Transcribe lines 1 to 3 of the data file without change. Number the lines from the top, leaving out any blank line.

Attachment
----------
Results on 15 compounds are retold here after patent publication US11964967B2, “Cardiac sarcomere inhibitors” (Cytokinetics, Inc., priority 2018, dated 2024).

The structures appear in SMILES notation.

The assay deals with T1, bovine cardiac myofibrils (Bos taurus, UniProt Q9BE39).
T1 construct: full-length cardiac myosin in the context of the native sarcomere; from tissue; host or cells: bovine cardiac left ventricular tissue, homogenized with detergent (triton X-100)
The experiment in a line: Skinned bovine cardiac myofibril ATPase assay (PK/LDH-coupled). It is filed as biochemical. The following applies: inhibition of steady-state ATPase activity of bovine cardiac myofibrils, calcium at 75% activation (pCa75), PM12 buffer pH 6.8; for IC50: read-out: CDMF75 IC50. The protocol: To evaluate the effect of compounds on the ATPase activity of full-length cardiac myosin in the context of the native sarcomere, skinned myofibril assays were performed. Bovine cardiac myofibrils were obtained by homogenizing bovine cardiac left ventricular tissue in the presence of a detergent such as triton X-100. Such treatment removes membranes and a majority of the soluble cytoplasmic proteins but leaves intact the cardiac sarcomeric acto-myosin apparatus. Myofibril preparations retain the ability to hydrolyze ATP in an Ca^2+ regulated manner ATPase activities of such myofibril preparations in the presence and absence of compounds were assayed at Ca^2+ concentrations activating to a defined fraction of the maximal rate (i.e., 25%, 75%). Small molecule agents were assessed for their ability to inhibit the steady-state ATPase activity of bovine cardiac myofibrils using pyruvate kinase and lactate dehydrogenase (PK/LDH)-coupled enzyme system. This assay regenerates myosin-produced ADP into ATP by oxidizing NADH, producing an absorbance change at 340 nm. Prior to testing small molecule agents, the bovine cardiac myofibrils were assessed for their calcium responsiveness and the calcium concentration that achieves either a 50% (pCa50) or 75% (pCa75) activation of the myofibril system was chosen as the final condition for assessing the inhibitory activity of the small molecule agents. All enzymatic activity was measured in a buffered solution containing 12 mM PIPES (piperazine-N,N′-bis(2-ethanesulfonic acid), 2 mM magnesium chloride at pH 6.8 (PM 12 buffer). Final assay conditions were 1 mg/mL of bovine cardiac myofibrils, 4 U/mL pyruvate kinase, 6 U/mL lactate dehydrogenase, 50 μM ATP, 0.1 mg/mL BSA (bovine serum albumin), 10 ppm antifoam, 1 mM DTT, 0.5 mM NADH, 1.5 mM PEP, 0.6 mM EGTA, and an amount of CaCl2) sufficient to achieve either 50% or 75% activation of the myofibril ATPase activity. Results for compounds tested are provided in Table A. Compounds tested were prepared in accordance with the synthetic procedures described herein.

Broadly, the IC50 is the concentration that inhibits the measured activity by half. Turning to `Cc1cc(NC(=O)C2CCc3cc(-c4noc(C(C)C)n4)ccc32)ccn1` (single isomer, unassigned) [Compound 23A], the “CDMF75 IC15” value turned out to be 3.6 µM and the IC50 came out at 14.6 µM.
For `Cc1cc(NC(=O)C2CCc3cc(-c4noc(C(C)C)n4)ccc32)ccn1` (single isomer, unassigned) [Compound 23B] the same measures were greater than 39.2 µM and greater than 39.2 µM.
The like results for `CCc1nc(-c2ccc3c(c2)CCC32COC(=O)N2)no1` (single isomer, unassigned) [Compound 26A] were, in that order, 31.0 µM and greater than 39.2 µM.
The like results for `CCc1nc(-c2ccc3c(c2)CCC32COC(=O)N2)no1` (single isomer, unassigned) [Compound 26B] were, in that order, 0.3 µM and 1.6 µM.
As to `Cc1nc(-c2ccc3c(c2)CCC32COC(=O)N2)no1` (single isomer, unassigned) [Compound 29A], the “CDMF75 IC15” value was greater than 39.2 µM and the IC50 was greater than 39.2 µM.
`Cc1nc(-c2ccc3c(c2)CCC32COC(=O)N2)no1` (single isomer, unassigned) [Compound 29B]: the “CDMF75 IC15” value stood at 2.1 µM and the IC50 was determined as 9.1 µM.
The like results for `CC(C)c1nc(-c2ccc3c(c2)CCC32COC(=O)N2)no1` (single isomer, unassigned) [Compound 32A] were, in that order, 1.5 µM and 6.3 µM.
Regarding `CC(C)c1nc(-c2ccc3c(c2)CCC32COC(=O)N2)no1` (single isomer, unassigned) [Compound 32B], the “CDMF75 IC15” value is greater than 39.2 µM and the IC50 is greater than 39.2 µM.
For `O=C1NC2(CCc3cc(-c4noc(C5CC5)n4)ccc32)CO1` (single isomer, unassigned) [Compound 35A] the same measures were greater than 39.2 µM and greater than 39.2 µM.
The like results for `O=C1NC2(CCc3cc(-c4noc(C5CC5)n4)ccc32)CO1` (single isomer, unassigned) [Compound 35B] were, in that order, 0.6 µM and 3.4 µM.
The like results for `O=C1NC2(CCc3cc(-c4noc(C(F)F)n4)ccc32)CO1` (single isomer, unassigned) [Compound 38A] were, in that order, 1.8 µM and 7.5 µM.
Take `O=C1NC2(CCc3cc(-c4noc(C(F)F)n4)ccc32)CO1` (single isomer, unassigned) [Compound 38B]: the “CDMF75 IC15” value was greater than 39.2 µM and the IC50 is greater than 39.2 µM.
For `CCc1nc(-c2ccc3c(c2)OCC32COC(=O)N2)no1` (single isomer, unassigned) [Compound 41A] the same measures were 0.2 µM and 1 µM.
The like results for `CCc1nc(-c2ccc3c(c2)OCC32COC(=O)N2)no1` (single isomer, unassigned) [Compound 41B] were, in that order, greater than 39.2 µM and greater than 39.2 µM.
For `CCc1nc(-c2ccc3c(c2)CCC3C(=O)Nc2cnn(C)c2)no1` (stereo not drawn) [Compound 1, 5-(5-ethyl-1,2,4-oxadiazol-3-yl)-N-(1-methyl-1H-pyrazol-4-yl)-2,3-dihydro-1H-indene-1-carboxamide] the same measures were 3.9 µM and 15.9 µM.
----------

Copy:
Results on 15 compounds are retold here after patent publication US11964967B2, “Cardiac sarcomere inhibitors” (Cytokinetics, Inc., priority 2018, dated 2024).

The structures appear in SMILES notation.

The assay deals with T1, bovine cardiac myofibrils (Bos taurus, UniProt Q9BE39).